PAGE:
MArch Curriculum

The heart of architectural education is the design studio, where students learn to synthesize a wide range of ideas, issues, and technologies required for the conceptualization of architecture.

It is also the place where aspects of architectural practice are tested out and where history, theory, and technology are integrated into design.

The first three semesters introduce the culture of architecture and the nature of the discipline through rigorous studios that are open to graduate students only.

The following two semesters, students choose from a series of elective studios that focus on a broad selection of topics and design methodologies, ranging from speculative to comprehensive building strategies.

The final studio semester is spent developing a design thesis that questions the limits of our discipline and asks students to take risks, experiment, and be bold with their architectural speculations.

Students present their thesis work to a design jury of established professionals, theoreticians, and designers. A public exhibition showcases the graduating class’s work to both the CCA community and the Bay Area.

The MArch curriculum has four areas of concentration that are addressed by our studios and seminars: Design Media, History & Theory, Building Technology, and Urban Landscape.

  • Design Media courses develop primary skills necessary for the visualization and representation of an architectural project and give students tools to work with a range of advanced digital design and fabrication technologies.

    Electives within the sequence experiment with parametric design methodologies, robotic architecture, building information modeling and advanced digital fabrication techniques.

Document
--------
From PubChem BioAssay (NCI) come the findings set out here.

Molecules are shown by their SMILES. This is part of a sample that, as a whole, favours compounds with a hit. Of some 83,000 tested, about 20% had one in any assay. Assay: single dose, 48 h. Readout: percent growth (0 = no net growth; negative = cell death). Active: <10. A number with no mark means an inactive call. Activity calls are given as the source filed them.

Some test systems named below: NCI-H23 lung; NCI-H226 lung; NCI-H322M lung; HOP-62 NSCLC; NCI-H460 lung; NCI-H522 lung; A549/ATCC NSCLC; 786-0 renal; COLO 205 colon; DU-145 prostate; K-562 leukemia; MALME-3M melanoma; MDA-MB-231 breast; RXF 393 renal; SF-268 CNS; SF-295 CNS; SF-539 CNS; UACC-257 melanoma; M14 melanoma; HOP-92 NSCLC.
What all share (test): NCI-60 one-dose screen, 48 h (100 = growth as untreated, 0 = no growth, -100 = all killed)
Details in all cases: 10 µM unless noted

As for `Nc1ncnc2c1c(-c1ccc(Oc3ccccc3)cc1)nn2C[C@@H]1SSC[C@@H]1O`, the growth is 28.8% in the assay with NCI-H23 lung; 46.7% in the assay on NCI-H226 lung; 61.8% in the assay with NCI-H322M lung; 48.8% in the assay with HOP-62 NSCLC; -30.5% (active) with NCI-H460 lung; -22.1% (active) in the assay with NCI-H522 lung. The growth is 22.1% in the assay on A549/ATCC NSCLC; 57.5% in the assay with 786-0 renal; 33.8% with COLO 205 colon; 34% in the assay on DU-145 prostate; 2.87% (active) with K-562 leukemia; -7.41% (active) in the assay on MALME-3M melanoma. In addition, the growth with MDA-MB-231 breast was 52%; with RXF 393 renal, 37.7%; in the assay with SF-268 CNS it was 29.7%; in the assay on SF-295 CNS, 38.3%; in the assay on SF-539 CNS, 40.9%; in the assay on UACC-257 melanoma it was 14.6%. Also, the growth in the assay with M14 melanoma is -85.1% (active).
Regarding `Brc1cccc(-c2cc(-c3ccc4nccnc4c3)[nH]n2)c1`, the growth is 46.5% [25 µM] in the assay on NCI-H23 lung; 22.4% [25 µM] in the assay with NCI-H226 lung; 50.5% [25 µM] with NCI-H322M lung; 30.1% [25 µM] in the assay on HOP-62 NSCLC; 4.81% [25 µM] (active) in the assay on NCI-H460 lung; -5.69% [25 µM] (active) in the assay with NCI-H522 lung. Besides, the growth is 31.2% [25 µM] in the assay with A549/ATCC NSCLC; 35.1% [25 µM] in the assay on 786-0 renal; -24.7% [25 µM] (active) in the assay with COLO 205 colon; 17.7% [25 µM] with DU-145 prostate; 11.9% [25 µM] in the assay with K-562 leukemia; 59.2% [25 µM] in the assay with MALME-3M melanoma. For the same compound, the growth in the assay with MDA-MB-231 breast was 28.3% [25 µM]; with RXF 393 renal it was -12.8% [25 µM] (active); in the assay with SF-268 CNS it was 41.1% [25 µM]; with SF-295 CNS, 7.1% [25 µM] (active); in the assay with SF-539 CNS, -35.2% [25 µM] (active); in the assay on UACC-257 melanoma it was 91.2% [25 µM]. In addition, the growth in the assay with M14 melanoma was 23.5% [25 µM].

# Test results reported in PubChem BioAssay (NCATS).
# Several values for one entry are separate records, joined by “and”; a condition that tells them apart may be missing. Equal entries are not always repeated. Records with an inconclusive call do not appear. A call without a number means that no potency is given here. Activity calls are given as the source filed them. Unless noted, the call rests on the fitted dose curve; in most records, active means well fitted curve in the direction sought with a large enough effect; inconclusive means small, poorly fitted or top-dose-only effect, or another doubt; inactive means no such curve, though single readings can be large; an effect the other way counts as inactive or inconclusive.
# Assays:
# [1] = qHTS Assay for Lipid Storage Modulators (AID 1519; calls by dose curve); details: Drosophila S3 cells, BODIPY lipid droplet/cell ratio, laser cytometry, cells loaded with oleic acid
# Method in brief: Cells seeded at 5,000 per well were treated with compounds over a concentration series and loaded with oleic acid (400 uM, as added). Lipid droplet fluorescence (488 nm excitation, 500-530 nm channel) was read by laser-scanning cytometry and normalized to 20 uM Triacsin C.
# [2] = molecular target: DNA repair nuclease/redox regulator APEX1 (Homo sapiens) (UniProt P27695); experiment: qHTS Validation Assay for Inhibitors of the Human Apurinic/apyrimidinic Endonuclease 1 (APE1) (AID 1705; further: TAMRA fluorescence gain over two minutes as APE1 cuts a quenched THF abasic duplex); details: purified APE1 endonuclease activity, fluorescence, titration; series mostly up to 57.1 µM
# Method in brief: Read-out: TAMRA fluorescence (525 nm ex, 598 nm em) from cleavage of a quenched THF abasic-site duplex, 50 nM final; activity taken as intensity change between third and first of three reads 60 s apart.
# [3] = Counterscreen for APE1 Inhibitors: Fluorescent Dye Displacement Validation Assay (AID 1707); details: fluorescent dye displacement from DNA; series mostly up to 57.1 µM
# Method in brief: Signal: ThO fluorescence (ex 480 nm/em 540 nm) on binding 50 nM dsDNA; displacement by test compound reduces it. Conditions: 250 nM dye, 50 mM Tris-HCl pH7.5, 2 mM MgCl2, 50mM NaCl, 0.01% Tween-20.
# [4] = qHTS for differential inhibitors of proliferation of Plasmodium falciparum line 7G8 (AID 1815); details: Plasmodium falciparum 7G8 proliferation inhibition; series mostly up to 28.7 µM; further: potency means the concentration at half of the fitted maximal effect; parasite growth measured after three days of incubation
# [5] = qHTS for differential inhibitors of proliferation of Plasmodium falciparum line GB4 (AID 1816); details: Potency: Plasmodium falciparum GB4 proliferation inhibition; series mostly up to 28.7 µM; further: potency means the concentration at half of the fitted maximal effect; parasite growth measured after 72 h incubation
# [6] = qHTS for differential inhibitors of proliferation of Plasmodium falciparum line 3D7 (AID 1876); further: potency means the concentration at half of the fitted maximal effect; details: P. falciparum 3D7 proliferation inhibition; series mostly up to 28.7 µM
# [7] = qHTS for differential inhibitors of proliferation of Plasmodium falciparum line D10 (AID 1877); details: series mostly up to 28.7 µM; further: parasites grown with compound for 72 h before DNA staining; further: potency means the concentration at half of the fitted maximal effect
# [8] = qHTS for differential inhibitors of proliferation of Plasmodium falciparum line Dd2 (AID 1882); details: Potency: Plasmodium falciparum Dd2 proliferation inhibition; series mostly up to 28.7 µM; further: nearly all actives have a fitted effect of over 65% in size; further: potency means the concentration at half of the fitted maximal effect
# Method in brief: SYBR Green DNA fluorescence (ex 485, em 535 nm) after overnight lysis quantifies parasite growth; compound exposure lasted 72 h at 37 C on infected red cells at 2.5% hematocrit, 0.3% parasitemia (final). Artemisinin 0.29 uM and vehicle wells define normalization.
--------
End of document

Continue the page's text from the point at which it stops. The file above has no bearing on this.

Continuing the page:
• History & Theory courses ground studio practice in the world of ideas through an in-depth study of the history of architecture placing architecture in the broader context of culture, politics, technology, and philosophy.

    Electives within the sequence tackle contemporary issues of nature, utopia and global modernism.

  • Building Technology courses build knowledge and skills related to technology and practice issues. Courses in sustainable building systems, building energy, structures, materials, and methods of construction form the heart of this sequence.

    Electives within the sequence include courses in green building practices, advanced building construction, and advanced material systems.

  • Urban Landscape courses explore the relationship of our built environment to the ecologies and cultural landscapes of our cities. Courses in landscape theory, landscape analysis and ecology address core principals in urban and landscape design.

    Electives within the sequence explore pop-up urbanism, resource driven urbanism and extreme sites such as demilitarized zones and post-industrial landscapes.